Is the payday loans market rife with poor practice?

Covered mag, presented by
  • | by Kristian Dando

Consumer orgainisation Which? has issued a scathing report on widespread poor practice in the payday loans market, including potential breaches of the Consumer Credit Act, poor privacy provisions and over-inlated interest rates.

It has reported and to the office of fair trading - the former for operating without a valid Consumer Credit License, and the latter for failing to show the rates of loans on its website. Meanwhile, it has also reported Casheuronet UK, which operates and, to the Information Commissioners' Office (ICO) after its researcher received dozens of unsolicited third party emails and phone calls in the days following his application, despite the lender assuring Which? that it does not sell customers' details to third parties.

Other examples of poor practice included potentially misleading claims about APR, firms encouraging customers to borrow more than they need and to rollover existing loans for several months.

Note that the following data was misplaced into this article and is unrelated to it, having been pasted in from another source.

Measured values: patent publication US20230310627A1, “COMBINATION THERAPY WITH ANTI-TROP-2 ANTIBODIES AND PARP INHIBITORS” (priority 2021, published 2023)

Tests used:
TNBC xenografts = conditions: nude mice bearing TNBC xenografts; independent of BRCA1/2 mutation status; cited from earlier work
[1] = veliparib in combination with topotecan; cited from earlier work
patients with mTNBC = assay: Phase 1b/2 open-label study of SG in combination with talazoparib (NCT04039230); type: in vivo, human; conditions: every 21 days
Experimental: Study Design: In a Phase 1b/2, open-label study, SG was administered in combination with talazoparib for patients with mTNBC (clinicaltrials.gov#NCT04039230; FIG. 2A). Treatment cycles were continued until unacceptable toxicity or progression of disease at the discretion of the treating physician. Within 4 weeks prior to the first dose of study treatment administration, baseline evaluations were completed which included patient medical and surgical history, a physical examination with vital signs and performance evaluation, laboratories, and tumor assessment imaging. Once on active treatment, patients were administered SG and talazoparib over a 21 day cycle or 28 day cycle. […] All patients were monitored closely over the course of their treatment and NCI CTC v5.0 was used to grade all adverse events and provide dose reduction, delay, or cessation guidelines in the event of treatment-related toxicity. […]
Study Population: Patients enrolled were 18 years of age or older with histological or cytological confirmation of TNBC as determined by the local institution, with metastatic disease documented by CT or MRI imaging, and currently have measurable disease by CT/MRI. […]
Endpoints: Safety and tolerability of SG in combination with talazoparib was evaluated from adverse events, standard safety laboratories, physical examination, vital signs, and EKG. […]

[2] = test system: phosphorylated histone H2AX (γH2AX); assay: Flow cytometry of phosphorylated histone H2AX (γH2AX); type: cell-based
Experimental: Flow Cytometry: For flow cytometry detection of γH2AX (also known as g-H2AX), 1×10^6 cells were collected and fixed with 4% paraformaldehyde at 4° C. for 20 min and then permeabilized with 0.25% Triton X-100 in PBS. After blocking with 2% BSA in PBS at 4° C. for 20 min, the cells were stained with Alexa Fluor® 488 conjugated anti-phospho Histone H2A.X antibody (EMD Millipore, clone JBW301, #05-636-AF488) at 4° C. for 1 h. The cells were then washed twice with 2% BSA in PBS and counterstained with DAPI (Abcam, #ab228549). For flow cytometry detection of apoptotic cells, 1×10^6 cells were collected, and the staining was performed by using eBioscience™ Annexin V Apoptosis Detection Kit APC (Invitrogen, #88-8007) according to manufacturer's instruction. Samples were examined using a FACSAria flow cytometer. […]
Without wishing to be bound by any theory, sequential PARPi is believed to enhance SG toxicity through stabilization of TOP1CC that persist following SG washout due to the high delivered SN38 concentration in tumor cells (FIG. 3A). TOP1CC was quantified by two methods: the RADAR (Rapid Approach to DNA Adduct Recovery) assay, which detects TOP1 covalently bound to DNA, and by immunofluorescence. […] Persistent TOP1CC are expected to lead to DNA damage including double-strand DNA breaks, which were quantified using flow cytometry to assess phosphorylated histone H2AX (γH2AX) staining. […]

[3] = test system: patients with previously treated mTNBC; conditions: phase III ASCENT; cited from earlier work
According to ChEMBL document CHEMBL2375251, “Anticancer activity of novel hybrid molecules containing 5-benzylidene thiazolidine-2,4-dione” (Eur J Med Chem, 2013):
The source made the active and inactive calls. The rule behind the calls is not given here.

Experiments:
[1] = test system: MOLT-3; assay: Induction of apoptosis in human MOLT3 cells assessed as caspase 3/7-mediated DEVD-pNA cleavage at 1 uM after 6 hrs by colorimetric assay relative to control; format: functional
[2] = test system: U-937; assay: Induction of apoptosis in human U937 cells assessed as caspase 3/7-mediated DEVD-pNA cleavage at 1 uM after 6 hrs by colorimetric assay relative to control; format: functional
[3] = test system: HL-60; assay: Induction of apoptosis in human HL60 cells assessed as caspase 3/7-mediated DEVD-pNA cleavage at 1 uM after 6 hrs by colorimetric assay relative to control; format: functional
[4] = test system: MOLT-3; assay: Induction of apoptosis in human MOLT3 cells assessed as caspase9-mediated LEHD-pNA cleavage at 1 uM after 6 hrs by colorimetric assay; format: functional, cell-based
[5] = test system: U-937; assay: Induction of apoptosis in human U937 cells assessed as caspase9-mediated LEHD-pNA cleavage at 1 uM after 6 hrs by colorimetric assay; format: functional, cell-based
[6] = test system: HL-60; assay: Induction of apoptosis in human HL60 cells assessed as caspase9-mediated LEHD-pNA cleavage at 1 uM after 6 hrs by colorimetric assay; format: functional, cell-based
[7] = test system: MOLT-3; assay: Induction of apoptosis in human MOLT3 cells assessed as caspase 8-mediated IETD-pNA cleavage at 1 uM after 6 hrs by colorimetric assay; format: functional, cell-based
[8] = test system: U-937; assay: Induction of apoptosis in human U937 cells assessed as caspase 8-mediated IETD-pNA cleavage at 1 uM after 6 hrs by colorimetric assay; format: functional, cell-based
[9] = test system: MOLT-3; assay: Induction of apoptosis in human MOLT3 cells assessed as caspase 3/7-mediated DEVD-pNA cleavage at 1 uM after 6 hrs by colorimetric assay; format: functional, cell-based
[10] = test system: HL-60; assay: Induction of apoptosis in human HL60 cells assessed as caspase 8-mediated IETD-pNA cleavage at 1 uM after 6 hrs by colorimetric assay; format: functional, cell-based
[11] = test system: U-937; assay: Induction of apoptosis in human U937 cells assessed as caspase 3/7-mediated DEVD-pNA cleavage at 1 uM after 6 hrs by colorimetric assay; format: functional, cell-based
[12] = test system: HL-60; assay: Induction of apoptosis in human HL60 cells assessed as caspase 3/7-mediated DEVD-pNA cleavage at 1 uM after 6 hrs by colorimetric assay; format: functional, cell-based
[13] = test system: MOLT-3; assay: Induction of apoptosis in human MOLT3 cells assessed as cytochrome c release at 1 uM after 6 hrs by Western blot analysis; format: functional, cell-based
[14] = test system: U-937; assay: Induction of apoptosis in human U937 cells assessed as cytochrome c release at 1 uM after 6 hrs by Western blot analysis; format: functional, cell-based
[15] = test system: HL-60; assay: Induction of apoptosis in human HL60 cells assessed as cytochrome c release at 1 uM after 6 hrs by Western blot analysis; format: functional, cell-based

Which? also found that several firms had lax website security, with one provider requiring customers to enter their bank details on an unsecured page.

Payday loan providers typically charge from £20-£35 for a short-term £100 loan. The most expensive Which? found was offered by, which quoted £36.72 for a 30-day loan of £100 - equivalent to an APR of 4,394 per cent. The same amount borrowed through an authorised overdraft from Co-operative Bank would cost just £1.35.

Executive director at Which?, Richard Lloyd said: "Payday loans might seem like a good solution for people whose money won't stretch to the end of the month, but they should be treated as an absolute last resort. They can be an incredibly expensive way to borrow and we've uncovered a long list of poor practice by lenders. A temporary overdraft extension can be a much cheaper, safer way to borrow so if you're struggling to get to pay day then the first thing you should do is talk to your bank.

He continued: "With increasingly squeezed household budgets, more people are taking out payday loans so it's vital that regulators keep a close eye on providers and deal firmly with any lenders breaking the rules."